4. Donate Unwanted Decorations and Gifts
Donating money is not the only way to help those less fortunate during the holiday season. You can recycle old decorations by donating them to a thrift store rather than the landfill. This can extend even further to your employees, by starting a program that encourages them to bring in old decorations from their homes. Smart waste removal practices aren’t always about saving money; sometimes they’re just about doing what’s right.
The same goes for unwanted gifts. There is no need to toss that ridiculous sweater from the aunt who hasn’t seen you in 5 years. Encourage donation or even re-gifting whenever possible.
5. Use a Re-plantable Live Tree
Approximately 33 million live Christmas trees are sold in North America every year. Most of them end up on the curb, but yours doesn’t have to. If you’re going to decorate the office with a Christmas tree but don’t want to sacrifice that classic pine smell, find a local grower that offers trees that can be re-planted.
If you can’t find re-plantable live trees, look to recycle your tree rather than sending it straight to a landfill. Check with your community solid waste department and find out if they collect and mulch trees. Your town might be able to use chippings from mulched trees for hiking trails, beachfront erosion barriers or the local park.
6. Gift Wrapping (and unwrapping!)
Disposable shopping bags and wrapping paper are big holiday waste culprits. Some easy ways to create minimal waste when giving and receiving gifts are:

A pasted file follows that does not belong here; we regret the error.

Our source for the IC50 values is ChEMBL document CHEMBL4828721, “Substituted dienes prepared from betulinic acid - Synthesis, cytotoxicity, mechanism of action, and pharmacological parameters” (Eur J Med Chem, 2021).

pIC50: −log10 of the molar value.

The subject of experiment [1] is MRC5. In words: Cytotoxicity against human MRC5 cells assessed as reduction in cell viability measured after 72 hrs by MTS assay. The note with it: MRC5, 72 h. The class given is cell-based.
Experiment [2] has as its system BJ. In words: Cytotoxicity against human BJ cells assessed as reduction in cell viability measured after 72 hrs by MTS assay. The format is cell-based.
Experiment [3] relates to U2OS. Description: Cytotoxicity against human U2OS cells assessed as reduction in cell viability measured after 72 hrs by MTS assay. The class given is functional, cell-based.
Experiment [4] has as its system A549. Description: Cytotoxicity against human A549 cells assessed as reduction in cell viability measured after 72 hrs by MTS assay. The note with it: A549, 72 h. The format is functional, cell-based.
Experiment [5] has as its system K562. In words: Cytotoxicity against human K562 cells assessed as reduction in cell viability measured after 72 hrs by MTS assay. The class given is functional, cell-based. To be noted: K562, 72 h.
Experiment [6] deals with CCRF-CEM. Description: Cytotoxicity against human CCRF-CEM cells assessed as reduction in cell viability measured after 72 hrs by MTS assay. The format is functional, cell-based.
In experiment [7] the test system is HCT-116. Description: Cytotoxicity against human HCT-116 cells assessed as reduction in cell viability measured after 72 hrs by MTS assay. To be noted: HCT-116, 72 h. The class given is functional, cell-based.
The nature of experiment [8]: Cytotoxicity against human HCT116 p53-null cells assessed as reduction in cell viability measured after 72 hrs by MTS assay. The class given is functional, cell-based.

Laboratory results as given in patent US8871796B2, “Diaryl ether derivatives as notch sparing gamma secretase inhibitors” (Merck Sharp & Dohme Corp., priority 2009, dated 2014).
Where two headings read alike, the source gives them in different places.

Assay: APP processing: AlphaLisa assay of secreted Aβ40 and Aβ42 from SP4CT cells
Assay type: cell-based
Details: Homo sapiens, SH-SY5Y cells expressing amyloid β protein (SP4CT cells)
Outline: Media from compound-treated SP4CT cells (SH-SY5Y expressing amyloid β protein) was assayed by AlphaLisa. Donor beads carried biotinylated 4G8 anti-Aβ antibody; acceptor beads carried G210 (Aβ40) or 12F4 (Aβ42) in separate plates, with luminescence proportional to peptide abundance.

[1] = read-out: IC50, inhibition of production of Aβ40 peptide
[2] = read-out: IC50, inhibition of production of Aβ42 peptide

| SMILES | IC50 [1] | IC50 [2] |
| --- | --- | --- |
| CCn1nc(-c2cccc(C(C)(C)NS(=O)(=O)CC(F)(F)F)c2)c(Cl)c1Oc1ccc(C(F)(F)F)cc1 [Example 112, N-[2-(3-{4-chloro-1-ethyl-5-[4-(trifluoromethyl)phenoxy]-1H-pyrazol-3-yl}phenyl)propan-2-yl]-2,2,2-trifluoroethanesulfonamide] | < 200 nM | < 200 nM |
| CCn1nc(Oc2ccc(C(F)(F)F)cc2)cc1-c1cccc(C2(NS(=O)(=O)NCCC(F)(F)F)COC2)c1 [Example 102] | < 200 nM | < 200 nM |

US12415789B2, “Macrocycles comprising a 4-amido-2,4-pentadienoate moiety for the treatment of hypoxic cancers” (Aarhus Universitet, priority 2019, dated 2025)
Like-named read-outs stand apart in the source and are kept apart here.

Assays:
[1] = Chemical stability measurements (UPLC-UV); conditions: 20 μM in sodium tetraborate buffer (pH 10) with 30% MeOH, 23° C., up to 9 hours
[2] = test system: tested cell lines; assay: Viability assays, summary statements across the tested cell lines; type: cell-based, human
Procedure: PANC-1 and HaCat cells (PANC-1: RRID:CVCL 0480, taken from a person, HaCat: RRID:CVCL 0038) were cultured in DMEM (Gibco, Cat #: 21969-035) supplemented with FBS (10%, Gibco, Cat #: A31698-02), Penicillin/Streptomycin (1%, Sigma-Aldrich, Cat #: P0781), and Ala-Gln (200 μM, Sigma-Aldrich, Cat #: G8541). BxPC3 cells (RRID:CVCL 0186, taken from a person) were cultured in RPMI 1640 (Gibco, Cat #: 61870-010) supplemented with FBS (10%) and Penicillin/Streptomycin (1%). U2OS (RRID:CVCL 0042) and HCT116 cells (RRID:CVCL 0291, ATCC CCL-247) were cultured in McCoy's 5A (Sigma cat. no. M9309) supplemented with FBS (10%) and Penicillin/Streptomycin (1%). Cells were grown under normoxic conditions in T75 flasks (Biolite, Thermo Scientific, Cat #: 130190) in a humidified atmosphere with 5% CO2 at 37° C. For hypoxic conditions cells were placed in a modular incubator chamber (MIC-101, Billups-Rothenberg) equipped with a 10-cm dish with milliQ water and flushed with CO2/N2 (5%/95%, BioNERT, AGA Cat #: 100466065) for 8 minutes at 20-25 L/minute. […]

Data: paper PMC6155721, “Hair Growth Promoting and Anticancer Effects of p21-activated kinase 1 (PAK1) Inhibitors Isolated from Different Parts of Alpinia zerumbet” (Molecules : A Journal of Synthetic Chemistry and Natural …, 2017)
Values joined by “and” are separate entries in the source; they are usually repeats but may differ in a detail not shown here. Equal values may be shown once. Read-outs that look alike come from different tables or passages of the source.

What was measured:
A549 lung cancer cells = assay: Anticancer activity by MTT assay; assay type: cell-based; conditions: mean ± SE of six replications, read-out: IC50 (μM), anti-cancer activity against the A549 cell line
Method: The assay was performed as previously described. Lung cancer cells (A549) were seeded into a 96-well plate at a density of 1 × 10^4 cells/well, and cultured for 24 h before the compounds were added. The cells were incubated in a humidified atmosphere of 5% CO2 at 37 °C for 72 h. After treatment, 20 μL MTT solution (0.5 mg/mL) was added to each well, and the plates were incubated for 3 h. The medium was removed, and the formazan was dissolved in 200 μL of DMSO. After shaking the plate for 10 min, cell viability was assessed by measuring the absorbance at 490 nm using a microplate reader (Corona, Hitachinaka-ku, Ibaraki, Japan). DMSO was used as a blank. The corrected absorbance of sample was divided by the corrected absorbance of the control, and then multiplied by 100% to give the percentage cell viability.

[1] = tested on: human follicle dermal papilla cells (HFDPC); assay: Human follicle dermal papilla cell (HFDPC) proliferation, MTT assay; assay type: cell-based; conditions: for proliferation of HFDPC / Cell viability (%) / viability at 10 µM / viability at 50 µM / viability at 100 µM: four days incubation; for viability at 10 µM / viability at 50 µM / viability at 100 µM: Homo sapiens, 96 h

- Use reusable shopping bags when purchasing gifts for clients or employees
- Purchase wrapping paper that is responsibly made and includes high recycled content
- After you’re done giving gifts and delighting employees, have a plan in place to recycle the paper
- Avoid bows and ribbons; instead decorate with sprigs of live evergreens or other holiday-themed garnishes.
- Reuse newspapers, magazines or other industry publications that populate your lobby or reception area all year long to make your own wrap or as package stuffing.
- Collect and reuse gift bags, ribbons and bows. It may seem tacky but the wrapping is more of a formality anyway.
Planning ahead is the best way to reduce waste. Plan to use just what you need. Food is by far one of the biggest waste items during the holidays. Almost 40 percent of all food purchased is wasted.
Avoid this by carefully planning your holiday party needs and sending employees home with leftovers or donating them to homeless or emergency shelters. Plan to use reasonable portions. Santa won’t mind if there’s one less cookie on his plate.
With Small Changes Each Year You Can Make a Big Difference
There are a lot of suggestions in this article, some of which will take time to create and implement processes for. Don’t try to undertake an overhaul of your holiday waste control and reduction practices all in one year. Instead implement a few changes year to year. Small changes each year will add up over time.
Valerie Paquin is account executive and senior analyst at Cost Control Associates. Since 1999 she has developed her utility-cost expertise for energy, water/sewer, telecom and waste removal. She earned the designation of project executive in 2012. Valerie received her ABA in accounting from State University of New York-Adirondack. Learn more.